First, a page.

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After almost two years of delays (not all of which were Covid-related), the American Express Centurion Lounge at London Heathrow opened its doors for the first time last week so, as I was passing through Heathrow Terminal 3 a few days ago, I thought I would take a look and see what the new lounge has to offer.
Size & Opening Times
The new London Centurion Lounge is approximately 7,000 sq ft in size, has a maximum capacity of 110 guests, and is open between 06:00 and 18:00 daily.
Access to the Lounge
Access to Amex Centurion Lounges is limited to the holders of the following cards and, where appropriate, their guests.
- The Platinum Card® from American Express(review)
- The Business Platinum Card® from American Express(review)
- The Centurion Card® from American Express
- Delta SkyMiles® Reserve American Express Card(review)
- Delta SkyMiles® Reserve Business American Express Card
Holders of American Express Platinum Cards and Centurion Members can access the lounges together with up to two guests regardless of what airline they’re flying with (terms apply)*.
Holders of the Delta SkyMiles Reserve cards can only access the Centurion Lounges when flying with Delta (terms apply).
For flyers originating at an airport with a Centurion Lounge, access to the lounge is granted a maximum of 3 hours before their scheduled departure time. For flyers connecting at an airport with a Centurion Lounge, that limitation is waived.
*From 1 February 2023, Amex Platinum cardholders will be charged $50 for each guest they bring into a Centurion Lounge unless they spend at least $75,000 per year on their card in which case they will continue to receive complimentary lounge access for two guests. There is no proposed change to the Centurion Card’s guess access privileges.
Finding the Lounge
The map that Amex provides to help cardholders find their way to the lounge isn’t particularly helpful (you’ll find it here), so here’s a step-by-step guide to getting from T3 security to the lounge.
- After you clear security, you’ll enter the Terminal 3 duty-free shopping area and here you should follow the signs to the bars/cafes and seating areas. Ignore the signs guiding you to lounges B – H (the Amex Centurion Lounge is Lounge A and isn’t located near any of the other lounges).
- After you exit the duty-free area, you’ll arrive at the main seating area for Terminal 3 which you should walk past (you’re heading to the far side of the terminal).
- Pass by the Harrods concession on your left
- Follow signs for the Airline Service Desks and, eventually, the signs for Lounge A
- As you approach the end of the terminal, you should see a sign for the Amex Centurion Lounge in a corner next to a Ted Baker shop.
- The sign for the Centurion Lounge is above a hallway that leads to a set of stairs and two elevators both of which will take you up one floor to the Centurion Lounge. You’ll have to remember that the Centurion Lounge is on level 2 because the elevators go up to level 3 and there isn’t a sign in the elevator reminding you of which floor to select.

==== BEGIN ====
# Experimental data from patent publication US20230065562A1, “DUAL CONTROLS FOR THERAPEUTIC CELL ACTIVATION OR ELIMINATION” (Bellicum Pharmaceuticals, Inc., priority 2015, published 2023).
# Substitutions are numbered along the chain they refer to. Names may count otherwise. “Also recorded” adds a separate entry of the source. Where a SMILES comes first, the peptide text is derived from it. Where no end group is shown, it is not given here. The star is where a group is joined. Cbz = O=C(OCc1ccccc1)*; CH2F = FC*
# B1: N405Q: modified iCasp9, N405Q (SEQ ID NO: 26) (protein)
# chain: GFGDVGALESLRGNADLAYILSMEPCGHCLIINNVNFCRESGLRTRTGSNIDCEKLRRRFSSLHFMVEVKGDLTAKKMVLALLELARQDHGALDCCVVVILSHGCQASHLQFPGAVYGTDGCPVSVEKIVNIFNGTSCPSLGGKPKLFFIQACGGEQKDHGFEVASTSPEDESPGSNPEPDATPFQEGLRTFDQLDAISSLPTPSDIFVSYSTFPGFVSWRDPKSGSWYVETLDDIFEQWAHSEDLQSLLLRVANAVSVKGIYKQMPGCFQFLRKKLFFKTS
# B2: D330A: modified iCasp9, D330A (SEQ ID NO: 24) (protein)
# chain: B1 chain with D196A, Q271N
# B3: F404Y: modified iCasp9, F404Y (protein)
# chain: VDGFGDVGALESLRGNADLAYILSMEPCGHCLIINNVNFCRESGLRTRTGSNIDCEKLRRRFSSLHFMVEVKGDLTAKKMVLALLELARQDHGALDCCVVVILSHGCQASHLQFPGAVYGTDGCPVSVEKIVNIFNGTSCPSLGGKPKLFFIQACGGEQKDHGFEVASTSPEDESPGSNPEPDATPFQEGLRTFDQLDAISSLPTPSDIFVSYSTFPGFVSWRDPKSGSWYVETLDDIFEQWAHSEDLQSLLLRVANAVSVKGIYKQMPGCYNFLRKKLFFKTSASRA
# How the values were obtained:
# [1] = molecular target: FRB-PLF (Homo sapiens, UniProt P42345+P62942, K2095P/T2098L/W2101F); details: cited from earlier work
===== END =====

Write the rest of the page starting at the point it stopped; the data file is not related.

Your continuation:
The American Express Centurion Lounge at London Heathrow
The welcome desk of the London Heathrow Centurion Lounge will probably look familiar to a lot of readers because it could be a welcome desk at just about any other Centurion Lounge in the network – they all look very similar.
Once checked in, a short hallway (lined with various works of art) leads to the first of the lounge’s seating areas.
This is where guests will find a large worktable, a couple of high-sided armchairs, some work booths, and two phone rooms.
Past the first seating area, the lounge opens up into a wider space that’s home to the dining area and the bar, …
… and past here is a further small seating area…
… and a final, larger, seating area with sofa-style seating, tables & chairs, and a few small booths that face outwards.
The only areas you’ll find past this final seating section are the bathrooms and the lounge’s three shower rooms (one of which is larger than the other two and equipped for disabled access).
Food & Drink
The London Heathrow Centurion Lounge offers complimentary buffet dining with one set of options for breakfast (between 06:00 and 11:00) …
… and a second set of options for lunch & dinner (11:30 – 17:30).
This visit took place while breakfast was still being served so the options on offer were suitably “breakfast-y”.
On the opposite side of the dining area to where the buffet is set out is a large hot drinks maker with more coffee options than I’ve ever seen on a drinks machine. More importantly, the coffee that it produces is good.
Even though the gargantuan hot drinks machine comes with an option to make tea, the lounge provides further tea options to one side…
…alongside sachets of instant hot chocolate powder which, presumably, can be mixed with hot milk from the adjacent machine.
The Centurion Lounge bar is at the center of the dining area and is surprisingly big for a lounge that is not.
As you’d expect, the bar serves a wide variety of alcoholic drinks (and a few non-alcoholic ones too) with complimentary wines, cocktails, and beers all available.
Note: The bottled beers on offer at the time of this visit were Peroni, Meantime Pale Ale, London Pride, and Becks non-alcoholic lager.
Elsewhere in the lounge guests will find a smoothie/fruit drink station, …
…more tea-making facilities, …
….and hot & cold water dispensers.
Centurion Lounge Wi-Fi